Python and SQL in 5 Minutes

Recently I played around with a combination of SQL and Python. I had been quite interested in learning SQL before and had been working through Stanford’s excellent collection of self-paced database courses. Since I normally work in Python, I was looking for an way of combining SQL and Python. And I found a dream team! While using SQL in combination with Python can sometimes seem a bit cumbersome, combining SQL with the Pandas package is easier than anything. In fact, I found that one can achieve a reasonable lot with only eight commands.

Here is a summary of the main functionality.

Step 0 - Preparing the Data

Let’s assume that we start with three csv-files that include information about movie ratings: movies.csv, reviewers.csv and ratings.csv (this is in example database from Stanford’s SQL course.

First, we have to import the necessary modules. Here, I will be working with SQLite3.

import pandas as pd
import sqlite3


Next, we use the pandas read_csv command to read in the csv-files:

movies = pd.read_csv('movies.csv')


We can inspect the dataframes by:

movies.head(2)

mID title year director
0 101 Gone with the Wind 1939 Victor Fleming
1 102 Star Wars 1977 George Lucas

Step 1 - Creating the Database

First, we need to create a connection:

conn = sqlite3.connect("rating.db")


We can use the connection to directly save the dataframes as tables of our database.

df.to_sql() has the option “index” which is by default set to True. This saves the index column of the dataframe in the table. Since I am not interested in saving the df index, I set index=False:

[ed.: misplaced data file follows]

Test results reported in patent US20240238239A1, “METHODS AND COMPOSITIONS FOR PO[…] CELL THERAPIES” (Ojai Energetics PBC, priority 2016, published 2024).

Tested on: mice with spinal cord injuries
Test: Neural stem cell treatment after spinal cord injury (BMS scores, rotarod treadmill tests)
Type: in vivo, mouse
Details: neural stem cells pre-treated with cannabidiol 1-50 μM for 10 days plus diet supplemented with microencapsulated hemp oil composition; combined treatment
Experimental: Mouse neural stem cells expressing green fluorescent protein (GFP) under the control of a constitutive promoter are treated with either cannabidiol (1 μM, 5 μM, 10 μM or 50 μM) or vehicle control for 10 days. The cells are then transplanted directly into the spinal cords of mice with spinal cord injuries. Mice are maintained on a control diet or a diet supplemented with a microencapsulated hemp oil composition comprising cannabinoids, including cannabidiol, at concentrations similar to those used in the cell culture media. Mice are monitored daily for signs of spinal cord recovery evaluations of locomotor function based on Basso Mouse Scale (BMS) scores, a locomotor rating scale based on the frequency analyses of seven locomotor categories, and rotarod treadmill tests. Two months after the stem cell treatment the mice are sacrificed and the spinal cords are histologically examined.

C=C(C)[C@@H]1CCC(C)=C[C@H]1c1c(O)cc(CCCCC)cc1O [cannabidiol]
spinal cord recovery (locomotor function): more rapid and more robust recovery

reviewers.to_sql("reviewers", conn, if_exists="replace", index=False)
ratings.to_sql("ratings", conn, if_exists="replace", index=False)
movies.to_sql("movies", conn, if_exists="replace", index=False)


Step 3: Querying

In order to query our database, we use the pd.read_sql_query command, which directly returns a dataframe which can then be analyzed with the usual dataframe options:

pd.read_sql_query("""select * from reviewers""", conn).head(2)

rID name
0 201 Sarah Martinez
1 202 Daniel Lewis

In other databases, the same could be achieved with “pd.read_sql_table(“reviewers”, conn)”, but Sqlite’s DBAPI is not supported here.

Note that sqlite3 does not natively support date as datatype. When querying, we can tell it to treat columns as datetype by setting the “parse_dates” option. Note the difference between columns ratingDate and date:

pd.read_sql_query("""select rID, mID, ratingDate, ratingDate as date from ratings where stars=4""", conn, parse_dates=["ratingDate"])

rID mID ratingDate date
0 201 101 2011-01-27 2011-01-27
1 202 106 NaT None
2 203 108 2011-01-12 2011-01-12
3 205 108 NaT None

Step 4: Changing and Updating Tables

Changing and updating of databases happens in three steps:

1. Define a cursor: cur = conn.cursor()
2. Execute command: cur.execute(SQL-command)
3. (Commit the change to the db: conn.commit())

1. Define a cursor

In order to update a database, first we have to define a cursor on the connection:

cur = conn.cursor()


2. Execute a command

For example, we can add a column “NRatings” to the table reviewers (that would be a horrible choice from a design point, but let’s go for it)